Tuesday, 2 February 2010

DREAM JOB (Peter Whitehead, 1986)

'An everything-but-the-kitchen-sink drama, a nightwalk at noon through a parade of distressed Coventries, a suffocating headlock of unmedicated schlock.' Iain Sinclair

Peter Whitehead disowns all praise and all criticisms. He disqualifies even the most strenuously delicate synopsis as wide of the mark. So even the cursory one-line breakdown that follows may be incorrect, but damn it, the author is wrong: Terry Hall does star as a young Midlands teacher, and his dream life interferes with reality. And the film was titled Son of the Speedway in America, and it was titled Grue Trit in France, and Introspection in Canada, and The Substitute in Australia, and Keeping An Eye On Nothing when it appeared on video in the UK. These are facts, supported scrupulously by the many internets that care.

Quoting extensively from the script then:

Continuation of monologue, Scene 5: I walk into the classroom, second floor of a prefabricated hut. The class are in the middle of a test. I take off my hat, coat and cycling gear and when they're done I introduce myself as Mr S, which is the name of one of the teachers that taught me. I decide to start a six-a-side football tournament, so I get some chalk to keep score and a whistle to referee, and call for two teams. They pick their own names. Hillsy's New Sailors win the first game 6-1, the goals initially being sofas (which the goalkeeper for Hunter Toner, Mimi, is very confused by when lying on the sofa full-length doesn't prevent the first two goals), and I referee fairly and well, except for when I place the chalk in my mouth, thinking it is the whistle. I find I may also need an assistant, as each moment the cataloguing of details I need to mark on the board seems to grow- first just the goals, then the goalscorers, then the yelow cards, then the number of fouls, then the number of house points I'l give for good play, then the number I'll give for fair play. All are marked with what is now a small piece of wet, chalky rubble.

Mr S's first name is Terry, just like the actor that plays him. This always creates a frisson of danger, as if events on screen could be real. Other moments that break through the drama include Terry humming along to a song on his walkman that sounds very much like 'Man at C&A' by The Specials.

Continuation of monologue, Scene 9: Halfway through the game, the goals become car boots and the goalkeepers decide to sit inside them, like machine-gunners in bunkers. Every time someone scores, I ask them their name. A girl who slams home a consolation rebound for Hunter Toner looks remarkably like Leslie, a boy I went to school with. Other kids clearly are ones I went to school with, preserved at fourteen: Bunto, Hillsy, Crossy. Bunto wants to play in the second game, despite having an ankle in plaster. He is not changed into his kit, but believes he'll be able to play: He just needs to wear a big boot or motorbike crash helmet over his foot. Wanting to ingratiate myself with him, as I might have done at school, I concede to his request, but I suggest he play in goal. He tells me he'll be fine. Hillsy, now apparently my age, and wearing a great three-piece suit with overcoat, asks me why he still feels like a tramp next to me.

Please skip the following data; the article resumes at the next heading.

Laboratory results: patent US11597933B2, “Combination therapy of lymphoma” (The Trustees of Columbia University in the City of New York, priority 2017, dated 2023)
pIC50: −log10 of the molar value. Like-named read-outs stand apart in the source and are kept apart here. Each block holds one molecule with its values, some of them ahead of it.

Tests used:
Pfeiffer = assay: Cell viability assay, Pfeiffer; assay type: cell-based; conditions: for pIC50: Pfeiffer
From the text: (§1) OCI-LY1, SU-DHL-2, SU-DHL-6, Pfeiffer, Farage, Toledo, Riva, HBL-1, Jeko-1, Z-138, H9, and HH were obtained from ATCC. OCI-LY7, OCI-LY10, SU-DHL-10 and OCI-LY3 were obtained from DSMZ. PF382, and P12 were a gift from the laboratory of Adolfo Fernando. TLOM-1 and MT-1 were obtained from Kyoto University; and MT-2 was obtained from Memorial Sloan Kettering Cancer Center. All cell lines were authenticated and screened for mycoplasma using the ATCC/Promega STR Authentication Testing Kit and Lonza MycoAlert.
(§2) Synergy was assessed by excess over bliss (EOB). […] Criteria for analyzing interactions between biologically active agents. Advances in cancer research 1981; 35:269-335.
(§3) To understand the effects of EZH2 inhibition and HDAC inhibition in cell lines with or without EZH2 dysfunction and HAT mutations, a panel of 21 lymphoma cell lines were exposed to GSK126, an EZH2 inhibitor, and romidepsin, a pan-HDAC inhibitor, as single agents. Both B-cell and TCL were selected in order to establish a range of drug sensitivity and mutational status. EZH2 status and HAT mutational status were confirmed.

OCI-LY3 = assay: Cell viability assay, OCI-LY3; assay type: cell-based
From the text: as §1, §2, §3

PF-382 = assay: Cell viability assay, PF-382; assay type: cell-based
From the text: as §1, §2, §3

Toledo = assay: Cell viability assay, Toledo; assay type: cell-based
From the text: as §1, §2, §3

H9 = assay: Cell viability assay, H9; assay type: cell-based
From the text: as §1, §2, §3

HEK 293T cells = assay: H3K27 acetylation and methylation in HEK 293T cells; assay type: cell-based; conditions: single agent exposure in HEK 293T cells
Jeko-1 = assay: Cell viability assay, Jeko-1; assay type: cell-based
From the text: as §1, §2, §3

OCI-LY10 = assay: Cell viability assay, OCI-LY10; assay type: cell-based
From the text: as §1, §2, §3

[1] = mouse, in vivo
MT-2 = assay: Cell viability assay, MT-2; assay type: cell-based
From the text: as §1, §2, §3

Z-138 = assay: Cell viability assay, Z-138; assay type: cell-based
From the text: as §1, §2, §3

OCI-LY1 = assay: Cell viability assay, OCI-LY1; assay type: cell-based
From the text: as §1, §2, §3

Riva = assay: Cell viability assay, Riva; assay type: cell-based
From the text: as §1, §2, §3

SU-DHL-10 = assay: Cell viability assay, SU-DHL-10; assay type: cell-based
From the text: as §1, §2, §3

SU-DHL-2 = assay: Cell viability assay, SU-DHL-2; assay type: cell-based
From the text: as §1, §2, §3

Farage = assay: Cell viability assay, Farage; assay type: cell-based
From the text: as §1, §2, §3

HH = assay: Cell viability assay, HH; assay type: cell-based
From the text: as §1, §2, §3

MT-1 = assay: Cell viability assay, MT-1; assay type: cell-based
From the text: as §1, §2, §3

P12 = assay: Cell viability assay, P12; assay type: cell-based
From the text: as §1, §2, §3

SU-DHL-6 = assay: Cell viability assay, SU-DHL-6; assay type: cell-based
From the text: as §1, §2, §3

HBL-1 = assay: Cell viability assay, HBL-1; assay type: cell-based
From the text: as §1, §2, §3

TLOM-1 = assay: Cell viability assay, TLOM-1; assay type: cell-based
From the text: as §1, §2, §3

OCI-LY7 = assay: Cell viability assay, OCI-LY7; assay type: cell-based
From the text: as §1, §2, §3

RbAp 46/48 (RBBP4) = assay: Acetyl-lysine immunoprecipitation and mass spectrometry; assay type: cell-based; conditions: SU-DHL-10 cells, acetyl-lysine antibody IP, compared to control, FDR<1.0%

Terry's father was a speedway rider. We know this because of the way he fondles the photograph of a man on a bike. Terry's father is dead. We know this because of the way Terry fondles the photograph of a man on a bike. Speculation: Memories of watching his father become an obsession, initiated by a child who bears a startling resemblance to a young Terry. The more mundane his day, the narrative seems to suggest, the more his memory life interferes.

Meanwhile, the kids are forming into teams for the second game. To my left, there appears to be nine kids, and to my right, many many more. I tell them both that I want only six on each side. The group to my right- three older girls and a gaggle of smaller kids- don't budge, and the older girls cross their arms. I approach one, becoming strangely angry, and wave an imaginary yellow card over her head. Only six, I tell her. She protests, telling me that they all look after each other out of school, and do everything together. I feel lonely, lacking a group. Then Ms Golden turns up, a popular young teacher. I become aware that she is my wife.

Ms Golden (Jenny Seagrove) is not Terry's wife, but he believes so. She is kind and concerned, and takes the approach sympathetically. She tries to help Terry secretly, without bringing attention to his problems. On another occasion, over coffee, Terry tells her about how he has been buying extra lamps for his bedroom because the lighting in his dreams is too dim, too musty, he can't quite see everything and everyone that is there. She indulges him. We hope they will develop a relationship.

She sits down to watch us. I am aware of my lack of patience with this lot, but can't stop. I ask them if they really want to play this game, and if not, then what would they prefer to do? Mr S, I hear a voice behind me say. Ms Golden puts her hand on my shoulder. Why don't you take a break she says. I give her a look, before turning and walking into the gym's main room. I look up and see the bikes, sliding round the corners. There is no noise in the room, just the bikes silently running in an endless circle at full pelt.

Dream Job Directed by Peter Whitehead Written by Peter Whitehead, Sylvie Host Produced by Tom Witness Starring Terry Hall, Jenny Seagrove ITC Entertainment/Samuel Goldwyn Films Release Date UK: Nov 1986 US:N/A Tagline: 'Terry got a Dream Job, but now he's dreaming on the job!'

1 comment:

  1. Find the real Peter Whitehead here: http://www.peterwhitehead.net/